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Old 12-19-2007, 08:45 AM   #27
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If you can stay in the heat pump zone, heating and cooling becomes fairly reasonable. Here in the Ozarks our highest bill has been $202 for heating. Thats a bit over 3000 sq feet with a 13SEER heat pump...
Yep, heat pump costs can be reasonable providing your electric rates aren't through the roof. I'm all electric so I can't break out my heating/cooling costs from the rest of my useage, but my average monthly bill through Nov. is $160 for ~2,500 sq ft in south central TX. Like JPatrick, my highest bilil was $202.

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And if that doesn't work, we always have the option of bear wrestling in the backyard to keep warm.
I sure hope you misspelled "bare"...
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Old 12-19-2007, 09:07 AM   #28
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I sure hope you misspelled "bare"...
Nope, it's bear, but give it a few years and I'm sure some of the extreme sports guys will come up with bare-bear wrestling. Perhaps something Michael Vick would want to pursue
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Old 12-19-2007, 09:50 AM   #29
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Just look at our numbers again and our electric and propane bill run about $750 each for the year. As that represents about 3% of our total budget, it would take impossible savings to make much difference to our lifestyle. 2,700 sq. ft. East Texas
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Old 12-19-2007, 10:08 AM   #30
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Sitting at ~1100 per year for us but we also live in an 800 sq ft apartment with a wall of glass (literally, 11 foot ceilings 13 foot across living room and the glass balcony doors form the wall). Course, my most expensive month was in August so A/C is a bigger cost than heat here in Denver.
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Old 12-19-2007, 10:14 AM   #31
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Interesting. We have the heat pump and are all-electric out here in the hinterlands of Charleston County, SC. Our electric bill averages $103 per month, with lows of $62 in spring/fall and highs of $145 in the summer. 2003 built 1500 sq ft house that I insulated by myself, during a vacation week in July (that sucked less than the job I had at the time), with cotton insulation in the walls and fiberglass in the attic.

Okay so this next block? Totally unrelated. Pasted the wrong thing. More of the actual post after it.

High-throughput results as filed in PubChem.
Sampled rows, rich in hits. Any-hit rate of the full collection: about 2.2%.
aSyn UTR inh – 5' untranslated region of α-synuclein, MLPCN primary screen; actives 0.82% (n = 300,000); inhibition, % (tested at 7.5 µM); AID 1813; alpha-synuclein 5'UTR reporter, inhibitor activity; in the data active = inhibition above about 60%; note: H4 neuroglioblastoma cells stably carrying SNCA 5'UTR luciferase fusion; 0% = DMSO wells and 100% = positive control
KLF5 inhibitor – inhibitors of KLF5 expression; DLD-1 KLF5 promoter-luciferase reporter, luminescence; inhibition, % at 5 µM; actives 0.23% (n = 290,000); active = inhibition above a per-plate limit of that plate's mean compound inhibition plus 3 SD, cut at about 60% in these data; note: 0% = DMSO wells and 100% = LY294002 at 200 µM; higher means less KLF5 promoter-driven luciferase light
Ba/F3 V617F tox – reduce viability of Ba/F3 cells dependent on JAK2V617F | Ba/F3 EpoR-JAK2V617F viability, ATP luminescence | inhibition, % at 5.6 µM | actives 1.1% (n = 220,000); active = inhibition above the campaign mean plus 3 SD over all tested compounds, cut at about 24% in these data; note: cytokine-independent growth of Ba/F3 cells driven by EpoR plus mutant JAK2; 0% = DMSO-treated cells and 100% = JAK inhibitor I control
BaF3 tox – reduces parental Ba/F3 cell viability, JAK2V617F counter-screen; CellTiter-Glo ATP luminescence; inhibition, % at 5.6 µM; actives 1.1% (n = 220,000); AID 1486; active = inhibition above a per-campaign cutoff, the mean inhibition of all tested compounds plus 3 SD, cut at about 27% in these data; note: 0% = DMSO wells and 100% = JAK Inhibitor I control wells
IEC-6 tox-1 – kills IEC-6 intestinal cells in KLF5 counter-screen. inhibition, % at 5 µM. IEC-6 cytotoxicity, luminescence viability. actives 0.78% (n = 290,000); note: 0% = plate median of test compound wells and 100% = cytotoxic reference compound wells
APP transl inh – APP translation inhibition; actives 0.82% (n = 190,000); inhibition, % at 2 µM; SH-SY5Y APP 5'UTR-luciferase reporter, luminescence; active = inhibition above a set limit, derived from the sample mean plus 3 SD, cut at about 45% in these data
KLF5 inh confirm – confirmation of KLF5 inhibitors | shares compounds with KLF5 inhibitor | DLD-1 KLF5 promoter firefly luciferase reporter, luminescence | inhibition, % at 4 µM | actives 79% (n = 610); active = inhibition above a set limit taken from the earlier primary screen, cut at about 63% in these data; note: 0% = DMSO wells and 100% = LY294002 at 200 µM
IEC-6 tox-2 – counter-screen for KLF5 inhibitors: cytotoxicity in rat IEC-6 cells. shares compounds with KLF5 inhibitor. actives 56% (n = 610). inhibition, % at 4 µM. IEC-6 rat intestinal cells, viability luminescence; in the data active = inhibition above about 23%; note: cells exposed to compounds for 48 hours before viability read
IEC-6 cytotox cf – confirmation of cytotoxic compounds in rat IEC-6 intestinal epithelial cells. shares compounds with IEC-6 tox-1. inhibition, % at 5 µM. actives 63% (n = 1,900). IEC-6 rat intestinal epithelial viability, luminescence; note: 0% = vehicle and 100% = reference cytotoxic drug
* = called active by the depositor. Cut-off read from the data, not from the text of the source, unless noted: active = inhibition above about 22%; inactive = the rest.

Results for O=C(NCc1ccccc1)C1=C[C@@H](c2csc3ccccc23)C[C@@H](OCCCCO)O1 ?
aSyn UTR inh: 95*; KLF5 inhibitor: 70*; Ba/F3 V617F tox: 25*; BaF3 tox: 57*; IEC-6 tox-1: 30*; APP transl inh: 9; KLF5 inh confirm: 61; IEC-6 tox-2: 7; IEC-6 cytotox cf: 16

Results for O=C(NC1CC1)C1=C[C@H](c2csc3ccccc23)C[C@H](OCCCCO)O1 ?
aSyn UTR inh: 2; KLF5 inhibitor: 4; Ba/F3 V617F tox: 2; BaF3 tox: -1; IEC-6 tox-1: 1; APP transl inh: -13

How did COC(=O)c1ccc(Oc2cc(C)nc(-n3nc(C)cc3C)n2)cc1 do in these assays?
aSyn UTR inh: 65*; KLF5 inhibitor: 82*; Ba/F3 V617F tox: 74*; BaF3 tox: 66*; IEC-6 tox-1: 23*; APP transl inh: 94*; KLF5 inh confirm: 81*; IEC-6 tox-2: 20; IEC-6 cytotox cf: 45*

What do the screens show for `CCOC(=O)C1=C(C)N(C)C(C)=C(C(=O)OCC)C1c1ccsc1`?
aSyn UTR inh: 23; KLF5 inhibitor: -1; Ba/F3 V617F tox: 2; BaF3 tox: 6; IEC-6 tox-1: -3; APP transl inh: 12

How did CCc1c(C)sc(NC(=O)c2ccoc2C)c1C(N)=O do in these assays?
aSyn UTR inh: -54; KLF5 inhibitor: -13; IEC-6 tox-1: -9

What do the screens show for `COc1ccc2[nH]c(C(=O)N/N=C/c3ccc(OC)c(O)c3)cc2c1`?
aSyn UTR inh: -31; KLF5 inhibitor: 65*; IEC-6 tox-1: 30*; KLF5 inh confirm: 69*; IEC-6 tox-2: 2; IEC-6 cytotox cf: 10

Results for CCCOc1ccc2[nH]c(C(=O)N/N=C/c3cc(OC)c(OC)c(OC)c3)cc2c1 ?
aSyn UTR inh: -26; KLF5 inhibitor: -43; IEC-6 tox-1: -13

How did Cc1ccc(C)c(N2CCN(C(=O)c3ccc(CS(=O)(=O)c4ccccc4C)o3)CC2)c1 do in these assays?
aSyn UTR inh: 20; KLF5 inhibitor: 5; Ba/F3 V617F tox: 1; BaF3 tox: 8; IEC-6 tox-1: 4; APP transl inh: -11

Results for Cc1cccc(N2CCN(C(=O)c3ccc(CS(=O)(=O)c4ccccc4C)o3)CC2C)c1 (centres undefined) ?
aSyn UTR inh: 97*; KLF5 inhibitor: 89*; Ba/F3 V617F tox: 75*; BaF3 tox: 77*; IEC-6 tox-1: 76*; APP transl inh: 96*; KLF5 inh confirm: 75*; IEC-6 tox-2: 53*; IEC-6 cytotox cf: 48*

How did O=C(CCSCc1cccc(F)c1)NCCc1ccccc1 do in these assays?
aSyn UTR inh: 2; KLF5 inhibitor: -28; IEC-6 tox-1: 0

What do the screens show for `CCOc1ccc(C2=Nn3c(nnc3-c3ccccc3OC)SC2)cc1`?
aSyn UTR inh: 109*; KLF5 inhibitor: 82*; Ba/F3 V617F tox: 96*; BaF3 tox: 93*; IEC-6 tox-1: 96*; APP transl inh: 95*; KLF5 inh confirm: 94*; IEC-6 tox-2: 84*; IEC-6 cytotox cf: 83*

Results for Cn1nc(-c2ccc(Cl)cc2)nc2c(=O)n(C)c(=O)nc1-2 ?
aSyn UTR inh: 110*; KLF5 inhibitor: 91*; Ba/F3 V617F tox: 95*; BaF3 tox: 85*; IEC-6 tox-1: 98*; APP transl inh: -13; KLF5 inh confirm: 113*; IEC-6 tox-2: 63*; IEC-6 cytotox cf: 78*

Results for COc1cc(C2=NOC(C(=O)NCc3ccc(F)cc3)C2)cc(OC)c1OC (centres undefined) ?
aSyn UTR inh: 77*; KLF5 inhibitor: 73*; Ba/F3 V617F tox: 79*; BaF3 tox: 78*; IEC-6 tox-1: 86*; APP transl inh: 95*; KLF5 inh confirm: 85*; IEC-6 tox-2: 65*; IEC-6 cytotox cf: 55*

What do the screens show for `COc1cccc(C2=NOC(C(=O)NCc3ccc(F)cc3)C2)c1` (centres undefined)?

I'm really glad I didn't put any gas appliances in, hearing about these rates!
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Old 12-19-2007, 10:16 AM   #32
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Yea, but if the Republicans get their way we will all be spending more!

Seems like this thread didn't have a political statement yet!

Yea, but if the Democrats get their way we will all be spending more!
(in the interest of fairness)
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Old 12-19-2007, 11:55 AM   #33
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I would assume much of the south that pay in excess of that to cool their home in the spring, summer and fall, and, yes many borrow money to do it. I know lots of folks that would like to have a $353 electric bill in August!
air pricing for approx 12-1300 sf 3 bdrm circa 1942 florida shot-gun cottage with insulated, vented attic, vented 3-foot crawl space under house, non-insulated walls, lots of trees on property.

temp generally set on a/c at about 72 during day, hibernation 68 at night and, when it dips below 60 outside, temp set on heat at about 73 during day and 70 at night.

everyone i know in more modern houses pay much more. my brother is in a 3-4,000 sf house with high ceilings and 3 kids and he probably pays between $4-500/month.

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Old 12-19-2007, 12:20 PM   #34